This is a writeup of the solution to the CRYPTO challenge of the m0leCon 2021 Finals.

⚠️ Code blocks need to be executed in a Sage environment. They won't work with the vanilla Python interpreter.

## Challenge

I took years to generate this ciphertext, how fast will you decrypt it?

Flag format:

`ptm{...}`

Note: this challenge was released as a "speedrun" in the original CTF (first solvers get more points). The first correct solution was submitted after 8 minutes.

Author: @Drago_1729

Attached with the problem description is its source code: `slooow.zip`

:

`chall.py`

containing the Python source code of an encryption function`output.txt`

containing the encrypted flag

## Preliminary observations

`chall.py`

```
p = (1 << 255) - 19
```

Declared at the top is `p`

, a prime number.

```
def encrypt(flag):
res = []
for i, c in enumerate(flag):
val = f(10**(20+i))
mask = int.from_bytes(sha256(str(val)).digest(), "big")
num = int.from_bytes(sha256(c.encode()).digest(), "big")
res.append((mask*num) % p)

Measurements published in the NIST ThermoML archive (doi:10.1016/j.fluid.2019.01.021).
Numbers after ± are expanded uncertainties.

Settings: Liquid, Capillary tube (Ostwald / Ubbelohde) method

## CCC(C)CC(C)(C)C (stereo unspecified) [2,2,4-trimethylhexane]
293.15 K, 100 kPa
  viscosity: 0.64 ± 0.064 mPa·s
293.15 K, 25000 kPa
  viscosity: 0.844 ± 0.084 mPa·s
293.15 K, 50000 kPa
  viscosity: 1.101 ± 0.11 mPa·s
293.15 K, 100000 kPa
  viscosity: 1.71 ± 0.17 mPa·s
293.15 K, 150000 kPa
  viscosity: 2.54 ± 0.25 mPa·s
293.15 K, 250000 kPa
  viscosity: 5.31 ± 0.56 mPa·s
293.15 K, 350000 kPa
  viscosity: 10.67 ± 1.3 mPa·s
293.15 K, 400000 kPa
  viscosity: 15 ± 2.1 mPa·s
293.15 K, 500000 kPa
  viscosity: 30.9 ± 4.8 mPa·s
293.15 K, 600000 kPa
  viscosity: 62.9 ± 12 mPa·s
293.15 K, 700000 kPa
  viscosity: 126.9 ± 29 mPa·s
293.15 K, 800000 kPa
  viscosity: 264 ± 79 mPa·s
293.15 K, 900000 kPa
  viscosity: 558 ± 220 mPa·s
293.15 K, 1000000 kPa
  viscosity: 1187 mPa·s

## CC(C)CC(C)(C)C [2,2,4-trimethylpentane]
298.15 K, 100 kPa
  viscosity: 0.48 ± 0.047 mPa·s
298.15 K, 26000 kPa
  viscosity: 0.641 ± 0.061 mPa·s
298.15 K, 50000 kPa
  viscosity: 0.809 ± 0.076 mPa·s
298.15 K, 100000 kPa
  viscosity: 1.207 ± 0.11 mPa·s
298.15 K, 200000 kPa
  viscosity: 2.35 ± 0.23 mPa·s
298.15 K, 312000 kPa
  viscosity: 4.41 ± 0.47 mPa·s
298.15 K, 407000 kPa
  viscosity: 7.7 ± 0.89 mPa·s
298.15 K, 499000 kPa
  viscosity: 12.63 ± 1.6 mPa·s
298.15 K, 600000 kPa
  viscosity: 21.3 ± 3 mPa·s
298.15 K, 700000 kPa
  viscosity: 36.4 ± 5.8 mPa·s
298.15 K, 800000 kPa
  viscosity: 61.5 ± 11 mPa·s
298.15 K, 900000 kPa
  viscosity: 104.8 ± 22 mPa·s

return res
```

Next, we can see the encryption algorithm. For every letter of the plaintext, identified by the index $i$, it computes a value `val`

using function `f`

with argument $10^{20 + i}$. That value and the character are hashed separately and then multiplied together modulo `p`

. The result is appended into an array and returned.

```
def f(n):
res = 5
for _ in range(n):
res = (res**2-2) % p
return res
```

Taking a closer look at function `f`

we can see that the function $x_n = x_{n - 1}^2 - 2 \ \text{mod} \ p$ (where $x_0 = 5$) is iterated `n`

times. Keeping in mind that `n`

will be *at least* $10^{20}$, we can safely assume that it is impractical to compute `f`

as is.

`output.txt`

```
[28335972461715929029549703474744235564956581966750837731515436991813559294419,
37403273962683825476706766986016116652096926190225822145906203630154751124127,
...
20683259830940408896673758833391608352503039219404794272476581194379608541097,
55414473181295446142015440809398852386813618115944521051995707998928249796248]
```

The output file contains an array of 54 integers, of 256 bits each. We can safely assume that this is the output of the `encrypt`

function with the flag given as plaintext.

## Searching for a closed form solution